Floyd – The City owns the land that the BGT will be built on. The main cause of the accidents under the bridge is the remaining railroad tracks that were left over from the original railway line that was reclaimed by the City to create the BGT. The Ballard Terminal Railroad started up in 1997 because BNSF found it not profitable to run trains on the 3 mile spur. Currently the only business that is serviced by the train on these rail road tracks is Salmon Bay Sand and Gravel! They use barges for a lot of their sand and gravel but for some reason the Ballard Terminal Railroad wants to keep on running a train on this track just to deliver cement, fly ash, stucco and mortar, go figure?
    Anyway this will all soon be a thing of the past because I predict that next year the City will get the go ahead by the judge to complete the BGT and then we can have a big party and enjoy a safe route for recreation and commuting between Ballard and Fremont.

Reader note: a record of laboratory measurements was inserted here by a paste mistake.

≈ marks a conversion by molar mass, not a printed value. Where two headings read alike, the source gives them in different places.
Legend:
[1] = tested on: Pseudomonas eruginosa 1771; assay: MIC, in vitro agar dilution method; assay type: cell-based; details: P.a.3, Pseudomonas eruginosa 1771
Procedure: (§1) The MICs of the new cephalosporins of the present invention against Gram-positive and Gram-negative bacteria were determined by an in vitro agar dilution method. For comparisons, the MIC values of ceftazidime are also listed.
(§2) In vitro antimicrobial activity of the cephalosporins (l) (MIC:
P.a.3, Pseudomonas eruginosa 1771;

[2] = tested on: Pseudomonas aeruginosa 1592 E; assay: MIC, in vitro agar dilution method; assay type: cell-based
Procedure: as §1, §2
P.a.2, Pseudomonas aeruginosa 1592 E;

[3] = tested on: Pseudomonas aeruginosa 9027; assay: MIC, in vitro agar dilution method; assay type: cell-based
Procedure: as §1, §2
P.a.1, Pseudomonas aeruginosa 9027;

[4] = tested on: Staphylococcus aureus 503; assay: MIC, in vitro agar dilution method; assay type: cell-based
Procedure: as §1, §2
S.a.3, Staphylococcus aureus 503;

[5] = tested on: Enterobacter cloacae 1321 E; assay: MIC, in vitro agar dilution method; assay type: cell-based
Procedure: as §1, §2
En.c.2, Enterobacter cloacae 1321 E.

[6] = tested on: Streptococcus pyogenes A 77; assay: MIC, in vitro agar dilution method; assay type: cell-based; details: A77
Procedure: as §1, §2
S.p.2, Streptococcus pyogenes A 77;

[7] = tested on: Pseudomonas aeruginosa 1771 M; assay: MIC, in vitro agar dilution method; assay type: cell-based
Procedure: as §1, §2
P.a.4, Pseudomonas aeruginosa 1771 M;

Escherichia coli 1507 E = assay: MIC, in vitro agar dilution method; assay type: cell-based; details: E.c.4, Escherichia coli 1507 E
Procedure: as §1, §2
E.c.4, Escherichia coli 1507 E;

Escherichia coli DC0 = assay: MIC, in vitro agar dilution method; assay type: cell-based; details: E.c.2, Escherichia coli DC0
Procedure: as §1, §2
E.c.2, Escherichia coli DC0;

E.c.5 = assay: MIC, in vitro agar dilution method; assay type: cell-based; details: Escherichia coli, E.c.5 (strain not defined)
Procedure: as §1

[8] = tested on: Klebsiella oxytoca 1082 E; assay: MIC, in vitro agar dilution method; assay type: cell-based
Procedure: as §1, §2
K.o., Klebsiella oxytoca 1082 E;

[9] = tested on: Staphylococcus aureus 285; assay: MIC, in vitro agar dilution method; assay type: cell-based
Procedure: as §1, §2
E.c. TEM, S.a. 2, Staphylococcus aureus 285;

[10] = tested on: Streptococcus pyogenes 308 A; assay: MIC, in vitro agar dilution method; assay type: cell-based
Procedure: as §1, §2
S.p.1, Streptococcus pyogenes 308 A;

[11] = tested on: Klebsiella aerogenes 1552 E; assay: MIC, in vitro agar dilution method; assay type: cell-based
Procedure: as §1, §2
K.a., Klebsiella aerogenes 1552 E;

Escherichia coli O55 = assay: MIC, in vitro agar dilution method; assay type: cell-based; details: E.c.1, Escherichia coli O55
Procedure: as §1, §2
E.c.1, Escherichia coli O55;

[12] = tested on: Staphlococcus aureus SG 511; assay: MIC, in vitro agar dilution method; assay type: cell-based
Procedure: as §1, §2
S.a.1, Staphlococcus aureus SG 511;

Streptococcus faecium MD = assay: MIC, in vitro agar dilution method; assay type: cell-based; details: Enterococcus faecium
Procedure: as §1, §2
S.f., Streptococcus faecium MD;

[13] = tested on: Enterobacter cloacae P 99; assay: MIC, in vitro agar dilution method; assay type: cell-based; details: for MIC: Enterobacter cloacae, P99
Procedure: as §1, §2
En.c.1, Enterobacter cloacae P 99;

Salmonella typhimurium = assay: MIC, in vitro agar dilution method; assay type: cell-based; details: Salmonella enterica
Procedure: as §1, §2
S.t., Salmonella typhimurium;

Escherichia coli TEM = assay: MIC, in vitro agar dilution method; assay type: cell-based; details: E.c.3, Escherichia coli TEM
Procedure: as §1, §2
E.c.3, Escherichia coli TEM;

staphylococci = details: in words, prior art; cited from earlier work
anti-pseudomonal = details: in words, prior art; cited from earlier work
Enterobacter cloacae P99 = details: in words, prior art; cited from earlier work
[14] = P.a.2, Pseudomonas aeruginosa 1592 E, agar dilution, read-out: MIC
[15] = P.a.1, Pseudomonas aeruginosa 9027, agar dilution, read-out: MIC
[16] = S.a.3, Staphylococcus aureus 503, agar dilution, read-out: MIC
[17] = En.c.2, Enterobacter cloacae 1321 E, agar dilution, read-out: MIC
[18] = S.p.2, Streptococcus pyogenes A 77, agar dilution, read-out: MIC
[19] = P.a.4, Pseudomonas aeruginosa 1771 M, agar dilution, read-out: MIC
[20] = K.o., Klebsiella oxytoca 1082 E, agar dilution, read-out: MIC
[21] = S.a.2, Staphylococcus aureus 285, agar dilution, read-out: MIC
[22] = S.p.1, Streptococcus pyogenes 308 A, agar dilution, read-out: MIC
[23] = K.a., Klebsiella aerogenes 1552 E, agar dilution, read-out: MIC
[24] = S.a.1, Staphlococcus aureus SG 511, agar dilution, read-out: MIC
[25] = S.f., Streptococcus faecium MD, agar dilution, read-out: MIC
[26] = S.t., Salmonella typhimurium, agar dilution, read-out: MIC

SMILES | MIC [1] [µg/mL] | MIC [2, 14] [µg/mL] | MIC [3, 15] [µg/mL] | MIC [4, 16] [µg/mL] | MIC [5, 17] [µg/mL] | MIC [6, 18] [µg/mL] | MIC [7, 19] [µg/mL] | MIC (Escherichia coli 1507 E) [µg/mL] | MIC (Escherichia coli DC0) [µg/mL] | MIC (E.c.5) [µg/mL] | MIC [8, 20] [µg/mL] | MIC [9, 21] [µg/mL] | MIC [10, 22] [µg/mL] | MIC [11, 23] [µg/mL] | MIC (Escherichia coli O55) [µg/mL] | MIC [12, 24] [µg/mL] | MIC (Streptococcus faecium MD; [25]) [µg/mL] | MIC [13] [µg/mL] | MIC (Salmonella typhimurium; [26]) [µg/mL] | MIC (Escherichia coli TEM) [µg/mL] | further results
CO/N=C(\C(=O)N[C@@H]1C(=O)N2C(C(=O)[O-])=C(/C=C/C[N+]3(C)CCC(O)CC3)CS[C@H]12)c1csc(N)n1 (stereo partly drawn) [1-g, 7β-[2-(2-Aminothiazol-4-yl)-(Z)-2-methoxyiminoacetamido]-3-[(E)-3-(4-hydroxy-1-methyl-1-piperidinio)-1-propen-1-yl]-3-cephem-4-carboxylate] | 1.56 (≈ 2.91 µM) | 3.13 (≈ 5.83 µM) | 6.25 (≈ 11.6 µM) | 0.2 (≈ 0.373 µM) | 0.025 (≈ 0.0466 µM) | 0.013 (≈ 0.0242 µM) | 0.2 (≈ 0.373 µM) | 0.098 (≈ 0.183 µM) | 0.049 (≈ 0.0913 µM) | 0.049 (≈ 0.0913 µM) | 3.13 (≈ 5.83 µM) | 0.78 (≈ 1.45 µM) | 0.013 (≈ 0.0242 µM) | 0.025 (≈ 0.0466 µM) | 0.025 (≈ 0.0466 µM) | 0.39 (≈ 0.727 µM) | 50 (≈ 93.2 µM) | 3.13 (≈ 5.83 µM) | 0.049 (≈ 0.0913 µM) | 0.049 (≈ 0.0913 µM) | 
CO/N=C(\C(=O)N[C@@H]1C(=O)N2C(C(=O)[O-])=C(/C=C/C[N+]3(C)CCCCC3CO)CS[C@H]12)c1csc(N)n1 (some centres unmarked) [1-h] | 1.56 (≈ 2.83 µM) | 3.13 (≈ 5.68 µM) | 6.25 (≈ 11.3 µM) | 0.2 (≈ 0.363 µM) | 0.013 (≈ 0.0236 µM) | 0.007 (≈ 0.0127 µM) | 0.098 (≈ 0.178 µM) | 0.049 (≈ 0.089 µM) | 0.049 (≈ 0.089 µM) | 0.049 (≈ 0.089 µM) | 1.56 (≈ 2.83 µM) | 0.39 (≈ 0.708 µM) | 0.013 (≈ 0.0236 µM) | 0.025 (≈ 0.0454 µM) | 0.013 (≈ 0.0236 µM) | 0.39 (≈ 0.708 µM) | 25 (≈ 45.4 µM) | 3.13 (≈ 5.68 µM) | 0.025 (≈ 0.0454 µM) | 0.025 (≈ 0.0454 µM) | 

FYI, most days now there are over 3000 bike trips taken over the Fremont Bridge per day!

    #68476

    Salmon Bay
    Participant

    Floyd, you spout the rhetoric of the Ballard Business Appellants that are suing to block the fully funded completion of the Burke Gilman Trail on land owned by the citizens of the City of Seattle. I am guessing that you are part of this group. Please note that the accidents that have been occurring along the Missing Link are not at all due to “a congested industrial area” as you assert. They are due to a poor crossing of the existing railroad tracks that would be alleviated by the completion of the Missing Link. But the Ballard Terminal Railroad is not an issue, the plan for the path safely designs around the tracks.

    Bicycle paths like the Burke Gilman Trail, in fact the Burke Gilman Trail itself, safely exist alongside industry both in Seattle and around the world. The Missing Link is not merely a recreational route; it is a major transportation corridor. Myself, and most of the bicycle drivers that have commented on this thread are not recreational drivers, we are citizens of Seattle that use a bicycle for transportation. People use this transportation corridor to get to and from their jobs.